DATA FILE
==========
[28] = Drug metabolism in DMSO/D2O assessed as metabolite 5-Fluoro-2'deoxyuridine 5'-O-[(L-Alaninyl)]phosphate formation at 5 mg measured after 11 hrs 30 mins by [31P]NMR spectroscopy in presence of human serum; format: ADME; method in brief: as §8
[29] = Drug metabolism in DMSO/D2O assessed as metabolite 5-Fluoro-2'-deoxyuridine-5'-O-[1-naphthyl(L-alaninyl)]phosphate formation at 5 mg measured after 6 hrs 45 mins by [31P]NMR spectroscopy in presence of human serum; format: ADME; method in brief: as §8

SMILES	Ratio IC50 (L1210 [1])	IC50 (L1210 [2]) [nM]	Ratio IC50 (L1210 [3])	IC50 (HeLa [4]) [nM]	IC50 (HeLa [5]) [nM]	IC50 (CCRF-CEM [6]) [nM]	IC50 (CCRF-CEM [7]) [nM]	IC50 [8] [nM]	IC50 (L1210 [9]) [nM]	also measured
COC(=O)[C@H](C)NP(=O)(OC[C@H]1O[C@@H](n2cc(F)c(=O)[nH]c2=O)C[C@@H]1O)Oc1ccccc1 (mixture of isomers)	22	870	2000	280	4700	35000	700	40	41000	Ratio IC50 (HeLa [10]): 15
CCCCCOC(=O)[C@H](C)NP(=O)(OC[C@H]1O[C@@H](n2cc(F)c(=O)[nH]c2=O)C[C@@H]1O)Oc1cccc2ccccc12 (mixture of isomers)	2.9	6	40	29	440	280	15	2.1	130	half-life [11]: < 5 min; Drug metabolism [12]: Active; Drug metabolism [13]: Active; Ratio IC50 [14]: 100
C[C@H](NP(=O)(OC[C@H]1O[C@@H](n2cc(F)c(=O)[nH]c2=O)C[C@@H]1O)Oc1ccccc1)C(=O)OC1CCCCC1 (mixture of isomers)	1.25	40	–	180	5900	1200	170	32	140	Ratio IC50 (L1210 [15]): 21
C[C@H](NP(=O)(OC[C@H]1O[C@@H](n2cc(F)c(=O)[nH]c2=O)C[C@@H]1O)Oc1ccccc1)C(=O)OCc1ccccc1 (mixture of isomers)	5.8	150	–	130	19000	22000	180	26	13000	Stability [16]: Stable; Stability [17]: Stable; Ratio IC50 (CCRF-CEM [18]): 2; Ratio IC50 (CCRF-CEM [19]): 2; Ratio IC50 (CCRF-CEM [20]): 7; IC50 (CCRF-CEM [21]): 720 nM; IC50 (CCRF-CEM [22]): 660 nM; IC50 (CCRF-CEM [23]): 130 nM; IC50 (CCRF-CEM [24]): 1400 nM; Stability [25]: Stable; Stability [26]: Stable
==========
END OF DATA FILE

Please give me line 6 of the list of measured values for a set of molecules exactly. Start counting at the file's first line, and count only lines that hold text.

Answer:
C[C@H](NP(=O)(OC[C@H]1O[C@@H](n2cc(F)c(=O)[nH]c2=O)C[C@@H]1O)Oc1ccccc1)C(=O)OC1CCCCC1 (mixture of isomers)	1.25	40	–	180	5900	1200	170	32	140	Ratio IC50 (L1210 [15]): 21